I enjoyed trips with my mother to the grocery store as a kid, she would tell us to pick fruit we wanted. She would compromise with me on a pack of frozen vegetables other than broccoli, for which I had a well-known disgust. While I learned about the importance of eating healthy in school and at home, the resources needed for this were limited in my community. Even today the layout of my community is so that the fast food restaurants and corner stores are more than a 30 to 1 ratio to grocery stores. After some reading about food deserts, I realized that much of the lack of resources is due to redlining. Redlining is a process performed by lenders, companies, and other potential resources to discriminate against and divest funds and services from a neighborhood based on their supposed risks and foreseen inability to yield successful returns when given the support. I started to understand that the businesses of corner stores and fast food restaurants in my community were able to thrive because they have been placed in a community that lacks healthy, affordable alternatives. These unhealthy businesses are able to succeed in our community because they attempt to (and often succeed) replace grocery stores and supermarkets by selling things at these venues (i.e. fruit, meat, paper towels, toilet tissue, vegetables, etc.) at hiked prices and poor quality (in the case of the fruits and vegetables) because of longer shelf-life in an environment that was not designed considering the preservation and maintenance of perishable items.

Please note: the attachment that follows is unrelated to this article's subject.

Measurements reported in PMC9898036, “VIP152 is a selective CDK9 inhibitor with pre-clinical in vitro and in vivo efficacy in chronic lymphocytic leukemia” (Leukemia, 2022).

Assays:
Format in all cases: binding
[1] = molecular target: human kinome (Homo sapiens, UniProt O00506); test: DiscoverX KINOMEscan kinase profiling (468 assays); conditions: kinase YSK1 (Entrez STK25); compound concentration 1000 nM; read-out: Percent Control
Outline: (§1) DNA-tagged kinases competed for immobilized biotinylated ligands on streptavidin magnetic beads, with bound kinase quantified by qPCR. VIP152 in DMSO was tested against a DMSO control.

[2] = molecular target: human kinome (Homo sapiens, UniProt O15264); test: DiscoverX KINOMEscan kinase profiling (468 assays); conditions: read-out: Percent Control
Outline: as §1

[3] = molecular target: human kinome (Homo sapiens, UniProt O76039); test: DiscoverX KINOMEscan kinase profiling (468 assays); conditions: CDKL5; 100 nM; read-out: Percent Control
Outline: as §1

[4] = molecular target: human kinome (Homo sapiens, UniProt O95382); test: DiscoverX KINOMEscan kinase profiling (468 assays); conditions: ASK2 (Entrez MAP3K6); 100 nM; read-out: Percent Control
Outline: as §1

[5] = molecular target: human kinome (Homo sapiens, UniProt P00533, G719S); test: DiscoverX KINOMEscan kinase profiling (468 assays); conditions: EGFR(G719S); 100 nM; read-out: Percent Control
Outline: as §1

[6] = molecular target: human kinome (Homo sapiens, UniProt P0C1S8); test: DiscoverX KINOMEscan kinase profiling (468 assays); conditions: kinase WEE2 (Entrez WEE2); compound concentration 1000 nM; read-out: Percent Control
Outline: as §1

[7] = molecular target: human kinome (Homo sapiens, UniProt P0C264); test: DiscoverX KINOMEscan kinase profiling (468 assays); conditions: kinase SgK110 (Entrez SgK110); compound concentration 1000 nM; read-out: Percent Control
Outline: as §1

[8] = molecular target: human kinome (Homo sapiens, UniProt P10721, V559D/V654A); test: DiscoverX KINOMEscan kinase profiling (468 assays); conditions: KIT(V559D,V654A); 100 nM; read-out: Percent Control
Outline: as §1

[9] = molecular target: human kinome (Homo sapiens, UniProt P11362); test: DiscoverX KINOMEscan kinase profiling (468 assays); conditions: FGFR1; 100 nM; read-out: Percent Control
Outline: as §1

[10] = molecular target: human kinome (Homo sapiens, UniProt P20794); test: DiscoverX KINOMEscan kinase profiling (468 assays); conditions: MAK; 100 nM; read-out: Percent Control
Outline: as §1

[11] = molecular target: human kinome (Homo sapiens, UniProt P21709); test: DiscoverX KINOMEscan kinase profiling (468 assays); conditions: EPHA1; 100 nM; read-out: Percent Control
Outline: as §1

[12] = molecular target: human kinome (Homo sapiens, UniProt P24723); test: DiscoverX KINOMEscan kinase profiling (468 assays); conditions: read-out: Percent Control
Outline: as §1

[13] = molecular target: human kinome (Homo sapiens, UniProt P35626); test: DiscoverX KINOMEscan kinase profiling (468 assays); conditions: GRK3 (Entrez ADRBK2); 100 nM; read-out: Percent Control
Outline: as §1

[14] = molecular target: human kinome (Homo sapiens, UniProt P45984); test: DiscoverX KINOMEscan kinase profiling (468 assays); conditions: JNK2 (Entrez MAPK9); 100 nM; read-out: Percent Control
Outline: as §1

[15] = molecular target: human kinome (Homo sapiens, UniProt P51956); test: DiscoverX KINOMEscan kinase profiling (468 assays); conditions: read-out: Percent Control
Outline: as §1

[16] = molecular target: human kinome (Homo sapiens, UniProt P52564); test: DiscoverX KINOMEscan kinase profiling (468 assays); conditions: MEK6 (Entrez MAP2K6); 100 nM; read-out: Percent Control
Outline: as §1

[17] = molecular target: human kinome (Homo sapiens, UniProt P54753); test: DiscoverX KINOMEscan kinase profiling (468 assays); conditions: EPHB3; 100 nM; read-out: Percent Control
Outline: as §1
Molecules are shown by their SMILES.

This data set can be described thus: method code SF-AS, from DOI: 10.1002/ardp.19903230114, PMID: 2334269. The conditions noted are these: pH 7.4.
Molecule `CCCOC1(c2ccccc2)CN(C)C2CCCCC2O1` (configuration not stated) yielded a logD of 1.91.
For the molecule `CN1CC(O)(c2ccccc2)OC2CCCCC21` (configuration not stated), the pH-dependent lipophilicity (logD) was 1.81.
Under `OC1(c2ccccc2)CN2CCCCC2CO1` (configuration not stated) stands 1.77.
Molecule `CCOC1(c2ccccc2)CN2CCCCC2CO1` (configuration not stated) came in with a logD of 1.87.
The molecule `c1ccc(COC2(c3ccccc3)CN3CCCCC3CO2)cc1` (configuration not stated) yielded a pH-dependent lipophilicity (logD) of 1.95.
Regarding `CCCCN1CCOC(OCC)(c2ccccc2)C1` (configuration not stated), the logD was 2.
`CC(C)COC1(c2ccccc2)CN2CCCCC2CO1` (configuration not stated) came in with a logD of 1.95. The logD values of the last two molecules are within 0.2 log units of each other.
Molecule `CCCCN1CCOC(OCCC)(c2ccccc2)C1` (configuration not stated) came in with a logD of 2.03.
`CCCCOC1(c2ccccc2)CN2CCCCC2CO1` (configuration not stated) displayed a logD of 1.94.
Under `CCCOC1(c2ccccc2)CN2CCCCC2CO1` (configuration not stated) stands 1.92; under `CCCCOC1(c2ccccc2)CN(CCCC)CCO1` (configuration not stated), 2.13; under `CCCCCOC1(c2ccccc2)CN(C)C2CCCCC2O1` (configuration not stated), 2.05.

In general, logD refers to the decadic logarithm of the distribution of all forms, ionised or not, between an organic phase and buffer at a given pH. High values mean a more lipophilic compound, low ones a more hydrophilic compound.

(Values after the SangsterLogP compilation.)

However, the presence of these unhealthy sources is not a band-aid solution for lack of healthy resources, it is an unfit replacement and hindrance for growing families who have to choose between price and quality—often without healthy produce being an option.

The presence of healthy food in all communities is necessary for everyone to have the opportunity to embrace a healthy lifestyle as a reality and not something that is characterized as only belonging to people who can “afford” it or who live in more affluent communities. The denial of accessible healthy food for some has created a view of healthy resources as a privilege enjoyed by those with grocery stores and supermarkets nearby rather than a right for all to enjoy equally. The denial of grocery stores and healthy food businesses in certain neighborhoods creates a hierarchy of classes, those that are “deserving” or “worthy” of healthy resources and those who are not.